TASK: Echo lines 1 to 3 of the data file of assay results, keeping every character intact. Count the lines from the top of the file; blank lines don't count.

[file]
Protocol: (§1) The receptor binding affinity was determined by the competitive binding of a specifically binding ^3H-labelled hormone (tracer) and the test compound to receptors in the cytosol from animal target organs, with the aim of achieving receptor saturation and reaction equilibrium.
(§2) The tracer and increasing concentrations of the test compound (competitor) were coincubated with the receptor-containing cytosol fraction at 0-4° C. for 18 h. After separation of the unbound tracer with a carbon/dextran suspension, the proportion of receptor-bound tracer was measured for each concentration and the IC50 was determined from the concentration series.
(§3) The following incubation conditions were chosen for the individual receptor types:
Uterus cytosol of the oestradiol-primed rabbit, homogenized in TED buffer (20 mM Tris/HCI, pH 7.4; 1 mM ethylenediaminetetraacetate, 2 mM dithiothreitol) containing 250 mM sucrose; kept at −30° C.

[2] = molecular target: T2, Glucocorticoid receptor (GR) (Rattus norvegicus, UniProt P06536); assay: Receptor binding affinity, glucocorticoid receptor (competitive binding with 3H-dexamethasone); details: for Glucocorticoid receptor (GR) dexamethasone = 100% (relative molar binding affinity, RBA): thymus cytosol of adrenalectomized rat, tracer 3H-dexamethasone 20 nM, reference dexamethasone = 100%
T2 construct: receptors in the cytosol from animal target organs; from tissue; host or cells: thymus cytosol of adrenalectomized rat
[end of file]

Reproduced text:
Protocol: (§1) The receptor binding affinity was determined by the competitive binding of a specifically binding ^3H-labelled hormone (tracer) and the test compound to receptors in the cytosol from animal target organs, with the aim of achieving receptor saturation and reaction equilibrium.
(§2) The tracer and increasing concentrations of the test compound (competitor) were coincubated with the receptor-containing cytosol fraction at 0-4° C. for 18 h. After separation of the unbound tracer with a carbon/dextran suspension, the proportion of receptor-bound tracer was measured for each concentration and the IC50 was determined from the concentration series.
(§3) The following incubation conditions were chosen for the individual receptor types: